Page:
Organic Chemistry with Biological Topics 5th Edition
Since the publication of Organic Chemistry in 2005, chemistry has witnessed a rapid growth in its understanding of the biological world. The molecular basis of many complex biological processes is now known with certainty, and can be explained by applying the basic principles of organic chemistry. Because of the close relationship between chemistry and many biological phenomena, Organic Chemistry with Biological Topics presents an approach to traditional organic chemistry that incorporates the discussion of biological applications that are understood using the fundamentals of organic chemistry.
The Basic Features
Organic Chemistry with Biological Topics continues the successful student-oriented approach used in Organic Chemistry by Janice Gorzynski Smith. This text uses less prose and more diagrams and bulleted summaries for today’s students, who rely more heavily on visual imagery to learn than ever before. Each topic is broken down into small chunks of information that are more manageable and easily learned. Sample Problems illustrate stepwise problem solving, and relevant examples from everyday life are used to illustrate topics. New concepts are introduced one at a time so that the basic themes are kept in focus.
The organization of Organic Chemistry with Biological Topics provides the student with a logical and accessible approach to an intense and fascinating subject. The text begins with a healthy dose of review material in Chapters 1 and 2 to ensure that students have a firm grasp of the fundamentals. Stereochemistry, the three-dimensional structure of molecules, is introduced early (Chapter 5) and reinforced often. Certain reaction types with unique characteristics and terminology are grouped together. These include acid–base reactions (Chapter 2), oxidation and reduction (Chapters 12 and 20), radical reactions (Chapter 15), and reactions of organometallic reagents (Chapter 20). Each chapter ends with Key Concepts, end-of-chapter summaries that succinctly organize the main concepts and reactions.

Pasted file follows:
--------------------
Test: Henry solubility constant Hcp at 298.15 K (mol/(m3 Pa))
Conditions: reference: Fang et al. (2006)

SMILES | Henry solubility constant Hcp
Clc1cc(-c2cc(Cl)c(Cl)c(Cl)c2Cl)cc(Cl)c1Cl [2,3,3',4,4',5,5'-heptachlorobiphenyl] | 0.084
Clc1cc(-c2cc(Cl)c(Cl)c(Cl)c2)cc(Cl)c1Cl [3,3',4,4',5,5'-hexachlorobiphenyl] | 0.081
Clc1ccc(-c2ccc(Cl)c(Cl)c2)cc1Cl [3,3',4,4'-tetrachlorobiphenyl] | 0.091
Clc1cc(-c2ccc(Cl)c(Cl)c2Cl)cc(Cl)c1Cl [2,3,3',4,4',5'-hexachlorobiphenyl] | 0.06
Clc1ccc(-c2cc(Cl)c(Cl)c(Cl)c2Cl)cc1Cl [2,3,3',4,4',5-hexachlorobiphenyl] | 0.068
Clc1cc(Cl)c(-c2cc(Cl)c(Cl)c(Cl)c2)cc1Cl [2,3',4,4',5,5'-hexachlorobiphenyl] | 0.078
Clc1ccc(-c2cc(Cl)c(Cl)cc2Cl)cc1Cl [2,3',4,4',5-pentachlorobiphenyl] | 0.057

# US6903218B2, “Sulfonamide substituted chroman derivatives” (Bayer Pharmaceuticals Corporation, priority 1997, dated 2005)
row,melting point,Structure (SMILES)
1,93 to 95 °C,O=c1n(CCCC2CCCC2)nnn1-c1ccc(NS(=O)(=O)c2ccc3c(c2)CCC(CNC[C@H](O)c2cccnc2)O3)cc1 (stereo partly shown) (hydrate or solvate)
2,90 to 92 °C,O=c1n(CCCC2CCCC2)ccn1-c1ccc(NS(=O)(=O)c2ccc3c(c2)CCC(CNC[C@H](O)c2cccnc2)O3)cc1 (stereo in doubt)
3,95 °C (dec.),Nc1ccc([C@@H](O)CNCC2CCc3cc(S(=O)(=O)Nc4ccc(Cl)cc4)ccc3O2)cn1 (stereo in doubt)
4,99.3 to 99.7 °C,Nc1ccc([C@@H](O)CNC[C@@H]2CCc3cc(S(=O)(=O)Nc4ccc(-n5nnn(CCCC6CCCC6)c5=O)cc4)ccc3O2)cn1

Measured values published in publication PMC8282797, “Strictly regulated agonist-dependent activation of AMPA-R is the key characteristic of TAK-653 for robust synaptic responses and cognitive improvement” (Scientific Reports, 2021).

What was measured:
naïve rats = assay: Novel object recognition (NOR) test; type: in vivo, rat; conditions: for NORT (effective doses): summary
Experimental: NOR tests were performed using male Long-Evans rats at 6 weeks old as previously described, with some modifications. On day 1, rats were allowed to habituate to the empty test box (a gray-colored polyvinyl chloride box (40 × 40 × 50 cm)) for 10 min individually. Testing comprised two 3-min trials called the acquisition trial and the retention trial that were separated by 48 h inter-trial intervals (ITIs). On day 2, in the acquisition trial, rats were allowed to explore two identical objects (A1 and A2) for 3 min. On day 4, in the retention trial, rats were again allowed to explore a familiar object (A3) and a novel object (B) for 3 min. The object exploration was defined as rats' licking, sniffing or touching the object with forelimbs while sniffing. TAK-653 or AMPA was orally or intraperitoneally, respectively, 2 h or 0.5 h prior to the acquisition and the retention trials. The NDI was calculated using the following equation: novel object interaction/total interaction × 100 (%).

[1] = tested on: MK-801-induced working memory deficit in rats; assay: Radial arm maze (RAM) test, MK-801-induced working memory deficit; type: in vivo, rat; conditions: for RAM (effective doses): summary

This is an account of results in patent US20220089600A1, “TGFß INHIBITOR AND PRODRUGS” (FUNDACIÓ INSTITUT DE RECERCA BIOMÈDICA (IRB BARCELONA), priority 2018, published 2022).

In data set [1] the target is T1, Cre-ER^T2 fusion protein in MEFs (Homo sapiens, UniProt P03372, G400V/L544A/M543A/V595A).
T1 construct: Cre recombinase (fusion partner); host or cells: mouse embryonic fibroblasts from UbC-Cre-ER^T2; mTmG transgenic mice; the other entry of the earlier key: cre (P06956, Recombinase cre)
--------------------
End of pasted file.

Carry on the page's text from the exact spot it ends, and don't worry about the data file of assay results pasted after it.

New to Organic Chemistry with Biological Topics
While there is no shortage of biological applications that can be added to an organic chemistr text, we have chosen to concentrate on the following areas.
• Chapter 3 on functional groups now includes an expanded section on four types of biomolecules— amino acids and proteins, monosaccharides and carbohydrates, nucleotides and nucleic acids, and lipids. This material augments the discussions of vitamins and the cell membrane, topics already part of Organic Chemistry in past editions. Phosphorus-containing compounds such as ATP (adenosine triphosphate), the key intermediate used in energy transfer in cells, are also introduced in this chapter.
• Chapter 6 now uses biological examples to illustrate the basic types of organic reactions, and the energetics of coupled reactions in metabolism is presented. The discussion of enzymes as biological catalysts is expanded, and a specific example of an enzyme’s active site is shown.
• Chapter 17 now applies the discussion of aromatic heterocycles to the bases in DNA, the high molecular weight molecule that holds the encrypted genetic instructions for our development and cellular processes. In addition, new material has been added on the synthesis of female sex hormones with the aromatase enzyme, which has resulted in the development of drugs used to treat estrogen-dependent breast cancers.
• Chapter 19 contains a section on the Henderson–Hasselbalch equation, a mathematical expression that allows us to tell whether a compound exists as an uncharged compound or ion at the cellular pH of 7.4. A section on phosphoric acid esters has been added, and the ionization of amino acids is now explained using the Henderson–Hasselbalch equation.
• Chapter 22 contains additional material on two common carboxylic acid derivatives—acyl phosphates and thioesters. The role of these functional groups in the biosynthesis of amino acids and the metabolism of fatty acids is discussed.
• Chapter 24 contains a new section on biological carbonyl condensation reactions. Topics include the biological aldol reaction in the citric acid cycle, the retro-aldol reaction in the metabolism of glucose, and the biological Claisen reaction in the biosynthesis of fatty acids. In addition, the later chapters of the text are now reorganized to emphasize the connection of biomolecules to prior sections. The chapter on Amino Acids and Proteins (Chapter 26) now directly follows the chapter on Amines (Chapter 25), followed by the remaining chapters on biomolecules, Carbohydrates (Chapter 27) and Lipids (Chapter 28).
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